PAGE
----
2022 Numaga Indian Days Powwow

Happening This

Labor Day Weekend!

Don’t miss the nationally acclaimed 34th Annual Numaga Indian Days Pow Wow starting on Thursday, September 1st,  through Sunday, September 4th, in Hungry Valley, NV at 105 Loop Rd, Sparks, NV 89441.

Hungry Valley is 7 miles past Spanish Springs High School on Eagle Canyon Drive. For RSIC mapping, go to https://rsic-planning-rsic.hub.arcgis.com

This FREE, family-friendly annual event is held over Labor Day weekend and features the best Native American dancers, singers and drummers in the country.

Besides the memorable pow wow entertainment, over 50 vendors sell traditional native foods and stunning handcrafted silver work, bead work, baskets and other American Indian art.

History of Numaga Indian Days Pow Wow
The Numaga Indian Days Pow Wow is named after Chief Numaga, the famous Paiute Chief, known for peace. Chief Numaga was a great 19th century leader who had the courage and the vision to counsel against war. Facing severe threats to his people by invading white forces, Numaga repeatedly chose peace. His successful peace negotiations, helped set a precedent for future disputes.

Numaga also has a documented history of trying to preserve the destruction of our aboriginal lands. Numaga called the pine nut groves, the Indian’s orchards and asked whites to collect fallen timber instead of cutting down healthy trees. Unfortunately, Numaga’s early advocacy for Mother Earth fell on deaf ears. Translated from the English language, Numaga means “Give Food.” He passed away in 1871 and is buried in the hills near Wadsworth.

Thursday, 9/1 @ 6pm, Numaga Princess Pageant at Hungry Valley Amphitheater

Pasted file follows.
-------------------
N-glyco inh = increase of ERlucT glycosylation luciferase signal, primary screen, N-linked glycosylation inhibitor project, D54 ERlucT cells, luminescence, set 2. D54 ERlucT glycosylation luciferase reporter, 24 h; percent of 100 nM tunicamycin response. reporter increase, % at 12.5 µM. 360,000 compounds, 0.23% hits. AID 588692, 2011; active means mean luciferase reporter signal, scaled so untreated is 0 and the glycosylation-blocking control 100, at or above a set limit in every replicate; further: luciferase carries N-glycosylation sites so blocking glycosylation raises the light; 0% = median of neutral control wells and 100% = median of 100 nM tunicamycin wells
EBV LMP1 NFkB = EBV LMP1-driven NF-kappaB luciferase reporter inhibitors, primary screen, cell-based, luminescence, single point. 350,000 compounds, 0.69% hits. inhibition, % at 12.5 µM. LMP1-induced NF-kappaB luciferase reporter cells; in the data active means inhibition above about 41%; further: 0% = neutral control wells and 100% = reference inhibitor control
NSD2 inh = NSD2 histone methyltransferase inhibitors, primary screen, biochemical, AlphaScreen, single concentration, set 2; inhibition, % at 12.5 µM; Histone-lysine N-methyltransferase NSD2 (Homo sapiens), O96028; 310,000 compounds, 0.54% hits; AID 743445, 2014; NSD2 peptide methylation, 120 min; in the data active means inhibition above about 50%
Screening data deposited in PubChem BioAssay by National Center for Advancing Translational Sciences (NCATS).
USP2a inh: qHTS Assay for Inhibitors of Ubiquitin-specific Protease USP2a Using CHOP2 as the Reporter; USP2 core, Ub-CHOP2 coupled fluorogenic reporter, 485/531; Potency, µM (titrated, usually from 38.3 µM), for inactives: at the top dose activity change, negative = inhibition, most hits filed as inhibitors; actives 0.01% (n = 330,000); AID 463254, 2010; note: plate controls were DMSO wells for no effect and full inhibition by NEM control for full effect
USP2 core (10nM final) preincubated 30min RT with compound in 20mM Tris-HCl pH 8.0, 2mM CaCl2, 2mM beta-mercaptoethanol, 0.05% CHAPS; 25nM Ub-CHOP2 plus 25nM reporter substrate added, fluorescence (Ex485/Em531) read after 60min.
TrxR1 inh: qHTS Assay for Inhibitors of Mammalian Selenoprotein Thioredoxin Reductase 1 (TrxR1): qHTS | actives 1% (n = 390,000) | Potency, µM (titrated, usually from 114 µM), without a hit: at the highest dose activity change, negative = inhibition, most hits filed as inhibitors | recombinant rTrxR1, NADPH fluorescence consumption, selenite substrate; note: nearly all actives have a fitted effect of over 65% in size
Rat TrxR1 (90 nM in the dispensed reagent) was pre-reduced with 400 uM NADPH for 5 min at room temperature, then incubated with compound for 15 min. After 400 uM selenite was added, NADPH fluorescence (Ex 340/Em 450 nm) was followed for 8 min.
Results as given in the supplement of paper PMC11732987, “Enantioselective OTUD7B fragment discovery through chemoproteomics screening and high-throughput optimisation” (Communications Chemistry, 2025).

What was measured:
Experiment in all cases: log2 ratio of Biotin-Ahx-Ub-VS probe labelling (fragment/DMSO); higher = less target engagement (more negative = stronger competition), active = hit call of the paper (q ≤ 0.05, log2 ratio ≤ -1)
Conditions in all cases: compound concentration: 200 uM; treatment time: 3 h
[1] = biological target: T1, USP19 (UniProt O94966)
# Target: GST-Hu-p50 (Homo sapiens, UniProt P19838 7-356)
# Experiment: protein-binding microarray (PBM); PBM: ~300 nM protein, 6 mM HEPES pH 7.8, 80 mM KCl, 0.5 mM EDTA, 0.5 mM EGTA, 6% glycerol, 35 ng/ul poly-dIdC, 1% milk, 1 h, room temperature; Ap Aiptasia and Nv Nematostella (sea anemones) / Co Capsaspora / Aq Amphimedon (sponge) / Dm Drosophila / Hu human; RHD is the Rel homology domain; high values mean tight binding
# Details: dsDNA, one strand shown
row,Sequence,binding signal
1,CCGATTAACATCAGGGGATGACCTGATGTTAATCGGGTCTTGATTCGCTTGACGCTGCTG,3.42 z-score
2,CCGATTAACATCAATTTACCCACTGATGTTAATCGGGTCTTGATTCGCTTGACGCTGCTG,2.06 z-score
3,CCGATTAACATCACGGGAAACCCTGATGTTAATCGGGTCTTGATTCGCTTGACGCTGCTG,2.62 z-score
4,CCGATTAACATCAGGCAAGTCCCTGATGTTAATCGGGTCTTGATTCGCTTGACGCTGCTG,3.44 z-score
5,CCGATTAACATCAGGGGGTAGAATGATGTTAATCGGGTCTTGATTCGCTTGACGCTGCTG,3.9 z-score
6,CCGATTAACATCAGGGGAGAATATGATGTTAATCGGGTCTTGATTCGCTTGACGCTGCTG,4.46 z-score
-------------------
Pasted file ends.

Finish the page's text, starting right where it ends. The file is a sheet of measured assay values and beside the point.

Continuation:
Friday, 9/2 @ 7pm, Pow Wow Grand Entry
Friday, 9/2 @7pm, Hungry Valley Hand Games
Saturday, 9/3 @ 8am, Warrior Mountain Run & Numaga 3 Mile Walk/Run
Saturday, 9/3 @ 1pm, Pow Wow Grand Entry
Saturday, 9/3 @ TBA, Hungry Valley Hand Games
Saturday, 9/3 @ 6pm, Community Feed
Saturday, 9/3 @ 7pm, Pow Wow Grand Entry
Saturday, 9/3 @ about 9pm, Pow Wow Spotlight Special
Sunday, 9/4 @ 12pm, Pow Wow Grand Entry

Event Location
Hungry Valley
105 Loop Road
Sparks, Nevada 89441

Hungry Valley is 7 miles past Spanish Springs High School on Eagle Canyon Drive. For RSIC mapping, go to https://rsic-planning-rsic.hub.arcgis.com

HOST DRUM: POUNDMAKER, Saskatchewan Canada

Clifton Goodwill (Plains Cree, Ojibwe & Lakota Pasqua First Nations)
HEAD MAN: Muhjuhtheen Roberts (Choctaw, Chickasaw & Stoney/Nakota Tribes)
HEAD WOMAN: Osamuskwasis Roan (Cree & Tsuu T’ina First Nations)
ARENA DIRECTOR: Michael Grant Sr. (Omaha Tribe)
HEAD JUDGE: Shawn Yazzie (Arizona, USA) & Delia Waskewitch (Onion Lake Sask, CAN)

For Additional Powwow Information:
Vendor Info: Jason Stewart, (775) 399-2177 or jasonstewart245@gmail.com
Princess Contest: Klarissa O’Neil, (775)-432-4570

General Info
Anita Talancon (775) 338-3723
Lorri Chasing Crow, (775) 437-2166
Antoinette Thayer, (775)-772-9003

Photo & Media Inquiries: Bethany Sam,  (775)-842-2902 or bsam@rsic.org

Numaga Indian Days Pow Wow
The sound of drums fills the air as hundreds of dancers and participants move around the dance arena, using dance styles and steps that match their dance ‘regalia’.

Men will dress and dance in styles such as Northern and Southern Traditional, Fancy Dance, Grass Dance, and Chicken Dance to name those most commonly used.

Women, likewise will dress in cloth and buckskin outfits in both Northern and Southern Traditional styles, Jingle Dance and Fancy Shawl Dance styles. Inside the pow wow circle, the grand entry which features all the performers, begins with more than a hundred dancers grouped by their dress style led by Native American military Veterans.

In between dances, spectators may take their energy to the hand games–traditional gambling that has been played for thousands of years. It is a guessing game involving animal bones and sticks with a background of songs and drums, used to distract the opposing team.

The Numaga Indian Days Pow Wow features more than 50 vendors selling native foods like fry bread and handcrafted bead work and blankets to share their native culture with the outside world.

Your trip to the to beautiful Hungry Valley will be worth it just for the fry bread.